TZL: RJN Group’s tagline is “Engineering Infrastructure for Tomorrow.” How do you ensure that you’re keeping up with, and ahead of, what the future holds for water management?
JP: Water quality is and will remain a driving force for utility providers and our economy. Since the late 1970s, RJN has been regarded as a pioneer in the water environment. Our engineers developed one of the first work-order systems, along with hydraulic analysis and asset coding methodologies, which are the foundation of current industry standards. Our professional staff stay ahead and often lead the charge as leaders in various industry organizations, serving as presidents, committee members, and experts on research forums. We remain curious of new and evolving engineering approaches, construction methods, and technologies to advance our practice for the benefit of our clients and the environment.
TZL: Trust is crucial. How do you earn the trust of your clients?
JP: Deliver – be early, accurate, and thorough. Be the consultant you’re hired to be – listen, respond, and honor your agreements.
TZL: Artificial intelligence and machine learning are potential disruptors across all industries. Is your firm exploring how to incorporate these technologies into providing improved services for clients?
JP: Our clients are deluged with all kinds of data. What they really want is statistical and analytical data to act on – and they want it now. In our wastewater flow monitoring business alone, we deliver more than 14 million data points per day.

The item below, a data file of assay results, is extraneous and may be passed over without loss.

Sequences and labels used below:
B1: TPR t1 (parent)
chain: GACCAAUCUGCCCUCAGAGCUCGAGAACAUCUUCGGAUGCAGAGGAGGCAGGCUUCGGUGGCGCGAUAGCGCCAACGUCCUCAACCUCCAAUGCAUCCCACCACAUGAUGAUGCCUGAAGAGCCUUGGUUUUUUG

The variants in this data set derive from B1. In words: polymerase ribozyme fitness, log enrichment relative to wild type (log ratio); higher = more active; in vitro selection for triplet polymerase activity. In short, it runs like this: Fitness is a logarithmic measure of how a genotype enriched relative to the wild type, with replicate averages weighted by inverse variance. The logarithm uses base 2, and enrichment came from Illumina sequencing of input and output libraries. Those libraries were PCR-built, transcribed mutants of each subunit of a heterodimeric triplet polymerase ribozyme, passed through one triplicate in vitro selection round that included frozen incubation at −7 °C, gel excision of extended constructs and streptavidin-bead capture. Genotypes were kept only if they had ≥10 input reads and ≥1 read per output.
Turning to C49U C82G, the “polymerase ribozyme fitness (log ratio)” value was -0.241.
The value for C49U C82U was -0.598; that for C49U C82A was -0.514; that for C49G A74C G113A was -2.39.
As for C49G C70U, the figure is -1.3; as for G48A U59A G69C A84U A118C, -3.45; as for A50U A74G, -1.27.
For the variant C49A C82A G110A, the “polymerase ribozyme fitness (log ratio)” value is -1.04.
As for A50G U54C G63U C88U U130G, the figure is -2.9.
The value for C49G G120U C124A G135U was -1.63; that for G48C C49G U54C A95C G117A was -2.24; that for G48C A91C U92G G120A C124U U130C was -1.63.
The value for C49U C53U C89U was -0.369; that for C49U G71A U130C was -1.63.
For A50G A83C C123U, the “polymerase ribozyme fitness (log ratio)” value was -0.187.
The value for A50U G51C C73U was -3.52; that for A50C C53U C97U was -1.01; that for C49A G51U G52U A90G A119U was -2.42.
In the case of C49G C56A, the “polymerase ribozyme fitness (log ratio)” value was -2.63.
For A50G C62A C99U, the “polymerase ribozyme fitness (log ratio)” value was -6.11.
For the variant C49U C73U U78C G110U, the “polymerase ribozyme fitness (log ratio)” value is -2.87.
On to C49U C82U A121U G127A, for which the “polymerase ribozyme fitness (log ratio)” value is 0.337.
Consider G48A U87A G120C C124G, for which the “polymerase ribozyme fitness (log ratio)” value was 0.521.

We’re now diving deep into “smart” systems and integrating our software with cutting-edge technologies from around the globe to enhance our client deliverables. ClarityTM is an online tool we built for utility owners that delivers live hydraulic and condition assessment data. It provides event notification, statistical, and analytical outputs so clients can immediately make informed decisions.
TZL: Is change management a topic regularly addressed by the leadership at your firm? If so, elaborate.
JP: We’ve had two competing agendas that have caused a tremendous amount of change over the last six years – growth and retirement. We nearly doubled in size while transitioning eight executive leaders, including three C-suite and six board members. The EMT provided a means to mentor and pass the baton smoothly.
We’ve launched into five new geographic territories and diversified our service offerings. We continue to adapt our organizational structure, institute new standards, and improve our onboarding process in anticipation of change.
TZL: Over the years, what do you think is the most important skill or trait that you developed or have that made you successful as president? Why?
JP: I’ve always been passionate about fostering growth for others to help them realize their potential and play to their strengths. As president, you can’t run a company alone – you need a strong team. I’ve never shied away from cross-field promotions that match the passion of an employee with the needs of the company.
TZL: A firm’s longevity is valuable. What are you doing to encourage your staff to stick around?
JP: It’s our culture that keeps employees here for the long term. As an ESOP, all employees get to build their future and reap the rewards as owners. As a destination, RJN offers employees the opportunity to shape their career, have a voice, and build their legacy.
Our success is centered around strong financials, smart growth, and cultivating remarkable people. We offer long-term stability and a flexible work-life fit in a culture of inclusion where all employees are appreciated and respected. By giving our employee-owners the freedom to grow and the opportunity to reach their full potential, we hope RJN becomes their final destination.Click here to read the full issue.